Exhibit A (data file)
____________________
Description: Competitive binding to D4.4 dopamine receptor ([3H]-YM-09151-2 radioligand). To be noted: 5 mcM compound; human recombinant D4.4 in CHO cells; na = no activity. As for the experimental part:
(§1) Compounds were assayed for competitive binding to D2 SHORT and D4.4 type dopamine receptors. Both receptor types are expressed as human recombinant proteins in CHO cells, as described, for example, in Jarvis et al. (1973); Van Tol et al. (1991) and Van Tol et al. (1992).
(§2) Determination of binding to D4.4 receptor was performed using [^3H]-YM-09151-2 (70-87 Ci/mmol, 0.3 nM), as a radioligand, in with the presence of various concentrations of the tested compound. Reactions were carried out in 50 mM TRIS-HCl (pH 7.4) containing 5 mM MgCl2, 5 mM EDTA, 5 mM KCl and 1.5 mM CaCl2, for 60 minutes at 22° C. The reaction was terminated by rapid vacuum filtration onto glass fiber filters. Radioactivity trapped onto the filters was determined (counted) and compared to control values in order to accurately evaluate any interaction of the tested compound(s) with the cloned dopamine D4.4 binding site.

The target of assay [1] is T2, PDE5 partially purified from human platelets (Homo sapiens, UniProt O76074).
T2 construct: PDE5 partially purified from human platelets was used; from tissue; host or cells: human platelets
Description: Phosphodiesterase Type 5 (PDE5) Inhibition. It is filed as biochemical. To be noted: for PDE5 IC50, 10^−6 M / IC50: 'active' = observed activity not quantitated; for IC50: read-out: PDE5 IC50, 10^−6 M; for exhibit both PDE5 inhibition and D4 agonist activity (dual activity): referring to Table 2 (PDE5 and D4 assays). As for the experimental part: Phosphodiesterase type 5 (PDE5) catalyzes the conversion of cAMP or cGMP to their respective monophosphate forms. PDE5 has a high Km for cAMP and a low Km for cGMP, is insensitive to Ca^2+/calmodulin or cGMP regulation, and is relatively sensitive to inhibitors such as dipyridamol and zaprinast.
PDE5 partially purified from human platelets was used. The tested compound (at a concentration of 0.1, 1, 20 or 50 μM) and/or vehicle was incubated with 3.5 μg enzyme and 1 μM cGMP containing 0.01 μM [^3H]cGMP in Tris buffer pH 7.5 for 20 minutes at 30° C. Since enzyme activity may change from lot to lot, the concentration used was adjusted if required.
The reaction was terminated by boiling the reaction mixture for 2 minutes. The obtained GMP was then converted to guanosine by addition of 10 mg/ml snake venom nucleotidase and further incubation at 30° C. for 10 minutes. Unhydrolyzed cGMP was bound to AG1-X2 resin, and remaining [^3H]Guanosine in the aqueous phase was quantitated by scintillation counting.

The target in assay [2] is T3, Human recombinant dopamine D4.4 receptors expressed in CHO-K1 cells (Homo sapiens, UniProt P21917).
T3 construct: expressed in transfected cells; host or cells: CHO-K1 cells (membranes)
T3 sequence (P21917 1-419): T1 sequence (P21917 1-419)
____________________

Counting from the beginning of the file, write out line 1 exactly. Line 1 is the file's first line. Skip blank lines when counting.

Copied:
Description: Competitive binding to D4.4 dopamine receptor ([3H]-YM-09151-2 radioligand). To be noted: 5 mcM compound; human recombinant D4.4 in CHO cells; na = no activity. As for the experimental part: